As the Earth spins, air circulates in the atmosphere around it. If the air coming into your area is mostly from places like the Arctic that don’t get much sun in winter, you can get bitterly cold air for long periods of time. This is what happens in the Great Plains and Midwest when cold air pours down from Canada.

But when your air meets a body of water that maintains a more consistent temperature year-round, these fluctuations can be significantly offset. Seattle is downwind of an ocean, so it’s many degrees warmer than Boston in the winter, even though it’s farther north than Boston.

When do we start losing (and regaining) daylight?

This highly depends on your location. The closer you are to one of the poles, the faster daylight changes. Because of this, Alaska can go from little daylight in the winter to little darkness in the summer.

Even for a given location, the change is not constant throughout the year. The rate of change of daylight is slowest at the solstices — December in winter, June in summer — and fastest at the mid-March and mid-September equinoxes. This change occurs as the area on Earth that receives direct sunlight swings from latitude 23.5N — about as far north of the equator as Miami — to latitude 23.5N, about as far south of the equator as Asuncion, Paraguay.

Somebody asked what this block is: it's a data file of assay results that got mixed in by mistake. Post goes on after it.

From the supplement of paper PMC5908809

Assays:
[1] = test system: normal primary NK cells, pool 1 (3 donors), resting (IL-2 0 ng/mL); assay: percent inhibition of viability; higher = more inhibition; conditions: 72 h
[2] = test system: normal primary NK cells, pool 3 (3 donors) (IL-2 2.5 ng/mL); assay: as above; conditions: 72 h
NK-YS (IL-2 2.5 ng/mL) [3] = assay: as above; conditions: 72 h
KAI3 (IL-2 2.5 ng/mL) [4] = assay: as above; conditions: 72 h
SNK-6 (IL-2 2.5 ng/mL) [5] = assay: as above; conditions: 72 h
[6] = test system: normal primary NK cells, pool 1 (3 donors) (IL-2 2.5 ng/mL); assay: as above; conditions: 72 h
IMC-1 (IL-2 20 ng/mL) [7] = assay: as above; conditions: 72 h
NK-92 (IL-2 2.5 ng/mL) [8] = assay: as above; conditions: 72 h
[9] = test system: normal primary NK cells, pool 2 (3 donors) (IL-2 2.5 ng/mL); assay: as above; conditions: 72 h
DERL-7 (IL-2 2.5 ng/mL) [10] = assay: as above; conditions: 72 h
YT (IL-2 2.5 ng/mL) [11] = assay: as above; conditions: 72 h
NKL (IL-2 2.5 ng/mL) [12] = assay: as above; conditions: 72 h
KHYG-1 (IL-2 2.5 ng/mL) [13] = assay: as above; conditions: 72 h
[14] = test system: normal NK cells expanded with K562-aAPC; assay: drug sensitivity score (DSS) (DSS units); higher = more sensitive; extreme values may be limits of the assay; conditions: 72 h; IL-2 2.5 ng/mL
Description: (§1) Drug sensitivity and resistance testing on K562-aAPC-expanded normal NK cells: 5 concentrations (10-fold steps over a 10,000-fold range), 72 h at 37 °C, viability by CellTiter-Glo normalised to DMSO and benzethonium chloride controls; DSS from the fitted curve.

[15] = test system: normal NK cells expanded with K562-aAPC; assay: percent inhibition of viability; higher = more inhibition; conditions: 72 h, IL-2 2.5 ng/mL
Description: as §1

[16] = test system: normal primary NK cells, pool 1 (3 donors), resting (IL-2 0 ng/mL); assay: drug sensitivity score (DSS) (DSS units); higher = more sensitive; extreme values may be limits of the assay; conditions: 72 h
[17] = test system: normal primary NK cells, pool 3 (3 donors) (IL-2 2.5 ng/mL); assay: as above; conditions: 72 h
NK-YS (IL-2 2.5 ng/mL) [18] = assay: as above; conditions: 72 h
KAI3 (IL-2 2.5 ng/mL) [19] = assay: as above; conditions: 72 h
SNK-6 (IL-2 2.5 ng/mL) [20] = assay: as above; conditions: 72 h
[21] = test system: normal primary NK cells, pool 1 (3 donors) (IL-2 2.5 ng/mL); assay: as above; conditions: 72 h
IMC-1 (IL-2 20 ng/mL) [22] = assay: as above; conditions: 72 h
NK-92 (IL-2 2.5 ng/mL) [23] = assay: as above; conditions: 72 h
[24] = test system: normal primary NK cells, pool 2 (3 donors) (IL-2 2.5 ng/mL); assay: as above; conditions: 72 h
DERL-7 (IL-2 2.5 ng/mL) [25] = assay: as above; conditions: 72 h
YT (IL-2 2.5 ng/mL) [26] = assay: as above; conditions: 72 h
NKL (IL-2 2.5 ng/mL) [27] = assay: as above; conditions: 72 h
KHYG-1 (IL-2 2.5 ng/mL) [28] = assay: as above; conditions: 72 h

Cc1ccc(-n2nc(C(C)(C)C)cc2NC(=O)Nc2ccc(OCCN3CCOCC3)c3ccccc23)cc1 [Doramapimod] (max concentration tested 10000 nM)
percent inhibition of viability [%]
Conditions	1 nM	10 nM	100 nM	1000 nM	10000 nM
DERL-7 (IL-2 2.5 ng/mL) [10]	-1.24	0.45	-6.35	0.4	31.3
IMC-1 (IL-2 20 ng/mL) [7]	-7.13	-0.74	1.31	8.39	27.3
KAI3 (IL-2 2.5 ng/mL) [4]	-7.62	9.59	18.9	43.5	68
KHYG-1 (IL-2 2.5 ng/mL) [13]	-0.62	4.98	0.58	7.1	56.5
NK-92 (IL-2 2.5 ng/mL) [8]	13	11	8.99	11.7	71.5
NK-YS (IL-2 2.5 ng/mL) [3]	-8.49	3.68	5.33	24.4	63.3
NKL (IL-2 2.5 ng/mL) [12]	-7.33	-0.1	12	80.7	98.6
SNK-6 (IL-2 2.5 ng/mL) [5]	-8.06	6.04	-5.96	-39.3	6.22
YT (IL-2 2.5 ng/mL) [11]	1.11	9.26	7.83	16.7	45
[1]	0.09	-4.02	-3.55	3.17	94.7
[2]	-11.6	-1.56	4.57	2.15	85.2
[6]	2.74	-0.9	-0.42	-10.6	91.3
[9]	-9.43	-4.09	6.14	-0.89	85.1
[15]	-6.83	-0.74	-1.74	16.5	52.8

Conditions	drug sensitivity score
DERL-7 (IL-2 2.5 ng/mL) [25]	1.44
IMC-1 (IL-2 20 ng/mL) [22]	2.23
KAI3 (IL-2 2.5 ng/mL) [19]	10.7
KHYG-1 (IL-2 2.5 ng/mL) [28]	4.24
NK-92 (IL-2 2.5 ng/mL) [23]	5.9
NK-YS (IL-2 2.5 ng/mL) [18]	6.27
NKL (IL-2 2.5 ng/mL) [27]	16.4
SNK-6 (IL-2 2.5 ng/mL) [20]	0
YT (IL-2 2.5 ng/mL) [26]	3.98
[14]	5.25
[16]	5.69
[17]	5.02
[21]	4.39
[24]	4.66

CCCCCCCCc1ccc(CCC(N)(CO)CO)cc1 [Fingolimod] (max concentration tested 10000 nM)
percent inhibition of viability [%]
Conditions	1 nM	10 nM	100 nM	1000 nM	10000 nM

This satellite view captures the four changing seasons. On the equinoxes of March 20 and September 20, the line between day and night is a straight north-south line, and the sun appears to be directly over the equator. The Earth’s axis is tilted away from the Sun at the December solstice and toward the Sun at the June solstice, spreading more and less light into each hemisphere. At the equinoxes, the tilt is at right angles to the sun and the light is evenly distributed.

What is happening on the other side of the planet right now?

In daylight, people on the other side of the planet see the opposite of what we see. Right now they are at the peak of their summer and enjoying the greatest amounts of daylight they will get for the year. I’m researching hailstorms in Argentina and tropical cyclones in the Indian Ocean, and both seasons of warm-weather storms have just peaked.

But there is one key difference: the southern hemisphere has much less land and much more water than the northern hemisphere. Thanks to the influence of the Southern Oceans, land masses in the Southern Hemisphere tend to experience less extreme temperatures than land in the Northern Hemisphere.

Although a place on the other side of the planet from your location now receives as much sunlight as your area does in the summer, the weather there can be different than the summer conditions you are used to. But it can still be fun to imagine a warm summer breeze on the other side of the world—especially on a snowy January day.

This article was originally published on The conversation from Deanna Therefore at from the University of Illinois at Urbana-Champaign. Read the original article here.